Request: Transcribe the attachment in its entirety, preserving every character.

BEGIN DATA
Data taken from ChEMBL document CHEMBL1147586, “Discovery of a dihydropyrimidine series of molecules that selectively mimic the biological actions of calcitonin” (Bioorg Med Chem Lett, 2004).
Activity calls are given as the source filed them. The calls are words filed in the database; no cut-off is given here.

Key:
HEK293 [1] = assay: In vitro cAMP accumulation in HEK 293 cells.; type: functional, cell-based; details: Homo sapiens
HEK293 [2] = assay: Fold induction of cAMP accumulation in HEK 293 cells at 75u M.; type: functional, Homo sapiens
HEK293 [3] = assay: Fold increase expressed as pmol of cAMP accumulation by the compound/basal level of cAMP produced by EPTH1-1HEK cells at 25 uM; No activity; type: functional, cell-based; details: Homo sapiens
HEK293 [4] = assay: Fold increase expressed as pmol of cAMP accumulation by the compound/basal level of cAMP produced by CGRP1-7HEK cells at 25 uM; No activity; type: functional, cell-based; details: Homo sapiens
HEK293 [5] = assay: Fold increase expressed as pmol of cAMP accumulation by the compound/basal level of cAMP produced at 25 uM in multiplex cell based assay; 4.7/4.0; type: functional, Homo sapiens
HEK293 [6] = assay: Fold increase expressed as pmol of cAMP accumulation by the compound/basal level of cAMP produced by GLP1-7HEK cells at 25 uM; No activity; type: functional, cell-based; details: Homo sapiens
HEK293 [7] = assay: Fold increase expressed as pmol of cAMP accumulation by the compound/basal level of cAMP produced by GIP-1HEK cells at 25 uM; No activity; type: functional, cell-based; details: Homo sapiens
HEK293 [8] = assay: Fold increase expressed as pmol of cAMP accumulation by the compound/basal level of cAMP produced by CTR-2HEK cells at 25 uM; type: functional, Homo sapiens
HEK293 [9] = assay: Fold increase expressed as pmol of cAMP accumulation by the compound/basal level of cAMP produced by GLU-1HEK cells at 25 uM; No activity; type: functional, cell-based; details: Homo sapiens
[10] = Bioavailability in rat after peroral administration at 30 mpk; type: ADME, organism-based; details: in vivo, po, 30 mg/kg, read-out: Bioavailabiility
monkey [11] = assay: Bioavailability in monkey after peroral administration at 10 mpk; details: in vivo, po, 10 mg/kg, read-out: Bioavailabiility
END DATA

Data taken from ChEMBL document CHEMBL1147586, “Discovery of a dihydropyrimidine series of molecules that selectively mimic the biological actions of calcitonin” (Bioorg Med Chem Lett, 2004).
Activity calls are given as the source filed them. The calls are words filed in the database; no cut-off is given here.

Key:
HEK293 [1] = assay: In vitro cAMP accumulation in HEK 293 cells.; type: functional, cell-based; details: Homo sapiens
HEK293 [2] = assay: Fold induction of cAMP accumulation in HEK 293 cells at 75u M.; type: functional, Homo sapiens
HEK293 [3] = assay: Fold increase expressed as pmol of cAMP accumulation by the compound/basal level of cAMP produced by EPTH1-1HEK cells at 25 uM; No activity; type: functional, cell-based; details: Homo sapiens
HEK293 [4] = assay: Fold increase expressed as pmol of cAMP accumulation by the compound/basal level of cAMP produced by CGRP1-7HEK cells at 25 uM; No activity; type: functional, cell-based; details: Homo sapiens
HEK293 [5] = assay: Fold increase expressed as pmol of cAMP accumulation by the compound/basal level of cAMP produced at 25 uM in multiplex cell based assay; 4.7/4.0; type: functional, Homo sapiens
HEK293 [6] = assay: Fold increase expressed as pmol of cAMP accumulation by the compound/basal level of cAMP produced by GLP1-7HEK cells at 25 uM; No activity; type: functional, cell-based; details: Homo sapiens
HEK293 [7] = assay: Fold increase expressed as pmol of cAMP accumulation by the compound/basal level of cAMP produced by GIP-1HEK cells at 25 uM; No activity; type: functional, cell-based; details: Homo sapiens
HEK293 [8] = assay: Fold increase expressed as pmol of cAMP accumulation by the compound/basal level of cAMP produced by CTR-2HEK cells at 25 uM; type: functional, Homo sapiens
HEK293 [9] = assay: Fold increase expressed as pmol of cAMP accumulation by the compound/basal level of cAMP produced by GLU-1HEK cells at 25 uM; No activity; type: functional, cell-based; details: Homo sapiens
[10] = Bioavailability in rat after peroral administration at 30 mpk; type: ADME, organism-based; details: in vivo, po, 30 mg/kg, read-out: Bioavailabiility
monkey [11] = assay: Bioavailability in monkey after peroral administration at 10 mpk; details: in vivo, po, 10 mg/kg, read-out: Bioavailabiility